June 20 2013 Latest news:
By Daniel Grigg
Monday, January 21, 2013
Tottenham blogger Daniel Grigg gives his verdict on the 1-1 draw with Sir Alex Ferguson’s league leaders at White Hart Lane.
With Manchester United wary of the threat from Gareth Bale, the responsibility fell upon Aaron Lennon and Clint Dempsey to make the telling difference once Tottenham had gone 1-0 down – and neither disappointed.
Their work-rate, persistence and positioning eventually paid off and was justifiably rewarded as the pair combined for the late leveller in front of the ecstatic home fans.
United had grown ever more content to pull back and reduce their attacking to just the odd counter-attack as the minutes ticked by in the snow.
Tottenham had to wait until stoppage time to deservedly steal a late point, and again Dempsey was the man who was wheeling away to celebrate a decisive strike against Sir Alex Ferguson’s side, punishing Michael Carrick for a momentary lack of concentration with all the ruthlessness that you want from a team with top-four ambitions.
Once the celebrations had died down, memories came flooding back of the many occasions when it has worked the other way round - when Spurs have lost the lead, or worse.
Most memorable and hurtful was Carlos Tevez’s celebrations after equalising with the last kick of the game back in 2008.
Yet, despite their late capitulation, it has to be said that the league leaders defended with a real vigour and commitment yesterday - and their goalkeeper also proved to be excellent value, even for his hugely inflated transfer fee.
Dempsey must still be wondering how David De Gea managed to deny him earlier in the game as the Spaniard somehow stuck out a leg to divert his close-range effort around the post.
That was the most extraordinary stop, but there were others, and Bale, Lennon and Defoe were also frustrated – until De Gea’s scruffy punch fell for Lennon in stoppage time.
The winger was quick-minded enough to pass to Dempsey rather than try a shot, which would surely have been harmlessly blocked in the packed penalty box - just like Bale’s effort from distance seconds earlier.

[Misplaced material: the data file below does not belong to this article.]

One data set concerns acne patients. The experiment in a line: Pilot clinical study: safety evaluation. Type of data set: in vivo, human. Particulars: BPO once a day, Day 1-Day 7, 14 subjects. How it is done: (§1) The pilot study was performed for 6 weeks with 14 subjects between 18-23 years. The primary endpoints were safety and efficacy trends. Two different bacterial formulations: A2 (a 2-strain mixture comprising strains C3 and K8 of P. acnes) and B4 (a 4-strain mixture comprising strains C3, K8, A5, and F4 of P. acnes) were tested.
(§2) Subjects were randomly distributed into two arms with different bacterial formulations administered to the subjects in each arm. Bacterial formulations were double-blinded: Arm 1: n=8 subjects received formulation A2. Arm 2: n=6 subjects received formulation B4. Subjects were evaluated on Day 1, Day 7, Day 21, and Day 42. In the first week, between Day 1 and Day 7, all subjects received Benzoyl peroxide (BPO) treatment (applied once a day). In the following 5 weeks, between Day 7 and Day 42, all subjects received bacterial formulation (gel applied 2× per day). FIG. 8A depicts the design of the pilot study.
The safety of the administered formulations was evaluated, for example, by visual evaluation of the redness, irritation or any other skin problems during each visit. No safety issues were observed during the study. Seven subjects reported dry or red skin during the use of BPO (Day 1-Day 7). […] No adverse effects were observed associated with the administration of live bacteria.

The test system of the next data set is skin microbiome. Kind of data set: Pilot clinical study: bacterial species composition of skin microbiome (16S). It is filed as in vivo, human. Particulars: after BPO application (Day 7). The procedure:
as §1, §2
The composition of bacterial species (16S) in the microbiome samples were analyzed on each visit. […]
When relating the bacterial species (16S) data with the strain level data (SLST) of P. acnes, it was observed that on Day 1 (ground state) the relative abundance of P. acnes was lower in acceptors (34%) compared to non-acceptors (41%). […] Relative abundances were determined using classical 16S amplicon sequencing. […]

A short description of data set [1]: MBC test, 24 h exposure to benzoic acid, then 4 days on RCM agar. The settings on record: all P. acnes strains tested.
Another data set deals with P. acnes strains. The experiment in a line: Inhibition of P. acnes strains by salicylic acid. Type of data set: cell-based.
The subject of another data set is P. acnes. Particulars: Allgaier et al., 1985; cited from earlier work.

United had certainly not coasted through the game. Knowing it would be difficult, not least because of the weather, they had clearly come prepared to scrap and fight.
The inclusion of Phil Jones added size, energy and presence to a United midfield which often lacks those attributes as they set their stall out, determined to shackle Mousa Dembele after his impressive previous starring performances against them.
Of course Spurs will miss Sandro but, even without him, Spurs proved they could still harry and grab a good share of the midfield spoils and territory.
Dembele was tidy and energetic and, while there were less of the thrills of his last couple of outings against United, he dribbled through and fed his former Fulham team-mate Dempsey to create Spurs’ best chance of the match pre-stoppage time.
Scott Parker started his first league game of the season and he made the impact that was expected – he was occasionally outpassed and outmanoeuvred a bit too easily when United stepped up the rate and sharpness of their passing, but otherwise he was decent.
The visitors were forced to rely on quality over quantity in attack, but that is not really a problem when they have Robin Van Persie.
Tottenham allowed few openings, but they were sliced open on a couple of important occasions in the first half, unable to cope with some telepathic training-ground passing moves which perfectly countered Tottenham’s pressing game.
Tom Cleverley was the beneficiary of one such move as he was left in acres of space to cross from the right – a position which demanded a high-quality delivery, which he duly produced.
Kyle Walker was caught ball-watching - something he had a few issues with earlier in the season – and he was unable to track his man peripherally at the far post until it was too late, as Van Persie pounced with the unmarked header.
However, more experienced defenders have and will continue to be caught out and made to look foolish by the Dutchman’s seemingly innate ability to arrive in the right place at the perfect moment.
Aside from that goal and Steven Caulker’s heart-in-mouth challenge on Wayne Rooney - which could very easily have been given as a penalty - Tottenham coped pretty well at the back.
Michael Dawson put in a typical captain’s performance, but the whole back four emerged with credit and played their part – including Walker.
Having conceding 13 times in their four previous games against Man City, Man United, Arsenal and Chelsea, it was time Tottenham showed that their improved defensive form could stand up against one of the really big teams.
Spurs have now not conceded twice in a match since the 2-1 defeat at Everton on December 9 – they have shipped one goal or less in 13 of their last 14 matches in all competitions.
Next up is a trip to Leeds in the FA Cup, quickly followed by a visit to Norwich in the league next Wednesday.
By then, Everton and Arsenal will have played their games in hand – but both know of them know that even a win wouldn’t put them back up into the top four.
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